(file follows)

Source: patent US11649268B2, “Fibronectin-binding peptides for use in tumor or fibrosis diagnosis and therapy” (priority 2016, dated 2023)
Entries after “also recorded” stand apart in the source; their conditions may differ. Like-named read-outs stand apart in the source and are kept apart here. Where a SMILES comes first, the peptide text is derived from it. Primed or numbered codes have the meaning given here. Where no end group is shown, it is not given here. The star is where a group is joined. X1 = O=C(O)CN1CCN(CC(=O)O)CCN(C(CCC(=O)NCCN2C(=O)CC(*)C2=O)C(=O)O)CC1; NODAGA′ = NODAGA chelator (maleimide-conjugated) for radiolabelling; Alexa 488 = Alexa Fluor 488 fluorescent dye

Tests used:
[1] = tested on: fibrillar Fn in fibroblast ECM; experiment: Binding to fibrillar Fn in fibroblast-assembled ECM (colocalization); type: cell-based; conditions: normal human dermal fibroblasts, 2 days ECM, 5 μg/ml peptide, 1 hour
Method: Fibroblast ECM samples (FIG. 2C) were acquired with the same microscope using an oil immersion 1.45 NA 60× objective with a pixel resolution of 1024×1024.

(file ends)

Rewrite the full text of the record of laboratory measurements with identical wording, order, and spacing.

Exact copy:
Source: patent US11649268B2, “Fibronectin-binding peptides for use in tumor or fibrosis diagnosis and therapy” (priority 2016, dated 2023)
Entries after “also recorded” stand apart in the source; their conditions may differ. Like-named read-outs stand apart in the source and are kept apart here. Where a SMILES comes first, the peptide text is derived from it. Primed or numbered codes have the meaning given here. Where no end group is shown, it is not given here. The star is where a group is joined. X1 = O=C(O)CN1CCN(CC(=O)O)CCN(C(CCC(=O)NCCN2C(=O)CC(*)C2=O)C(=O)O)CC1; NODAGA′ = NODAGA chelator (maleimide-conjugated) for radiolabelling; Alexa 488 = Alexa Fluor 488 fluorescent dye

Tests used:
[1] = tested on: fibrillar Fn in fibroblast ECM; experiment: Binding to fibrillar Fn in fibroblast-assembled ECM (colocalization); type: cell-based; conditions: normal human dermal fibroblasts, 2 days ECM, 5 μg/ml peptide, 1 hour
Method: Fibroblast ECM samples (FIG. 2C) were acquired with the same microscope using an oil immersion 1.45 NA 60× objective with a pixel resolution of 1024×1024.